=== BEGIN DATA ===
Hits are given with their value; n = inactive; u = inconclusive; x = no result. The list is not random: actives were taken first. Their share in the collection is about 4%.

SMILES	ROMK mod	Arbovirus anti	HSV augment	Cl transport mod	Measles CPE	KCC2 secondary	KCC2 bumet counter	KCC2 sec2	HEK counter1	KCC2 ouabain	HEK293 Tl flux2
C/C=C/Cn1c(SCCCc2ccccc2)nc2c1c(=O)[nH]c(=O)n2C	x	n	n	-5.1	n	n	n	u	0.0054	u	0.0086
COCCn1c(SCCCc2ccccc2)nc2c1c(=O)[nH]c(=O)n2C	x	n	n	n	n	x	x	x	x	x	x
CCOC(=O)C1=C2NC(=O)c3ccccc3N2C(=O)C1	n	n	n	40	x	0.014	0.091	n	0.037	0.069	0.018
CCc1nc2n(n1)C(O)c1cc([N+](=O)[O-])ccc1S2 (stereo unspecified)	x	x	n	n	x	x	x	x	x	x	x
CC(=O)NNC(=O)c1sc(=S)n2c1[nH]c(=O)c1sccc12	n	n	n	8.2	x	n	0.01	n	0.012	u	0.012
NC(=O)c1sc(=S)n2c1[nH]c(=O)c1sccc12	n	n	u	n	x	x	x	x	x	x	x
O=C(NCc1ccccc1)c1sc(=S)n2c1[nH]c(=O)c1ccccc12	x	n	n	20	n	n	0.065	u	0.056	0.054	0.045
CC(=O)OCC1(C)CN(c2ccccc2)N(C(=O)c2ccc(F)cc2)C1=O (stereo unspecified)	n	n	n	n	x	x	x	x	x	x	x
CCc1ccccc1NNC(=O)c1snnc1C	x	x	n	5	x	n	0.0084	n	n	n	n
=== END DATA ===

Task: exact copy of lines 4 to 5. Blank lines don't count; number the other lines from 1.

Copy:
COCCn1c(SCCCc2ccccc2)nc2c1c(=O)[nH]c(=O)n2C	x	n	n	n	n	x	x	x	x	x	x
CCOC(=O)C1=C2NC(=O)c3ccccc3N2C(=O)C1	n	n	n	40	x	0.014	0.091	n	0.037	0.069	0.018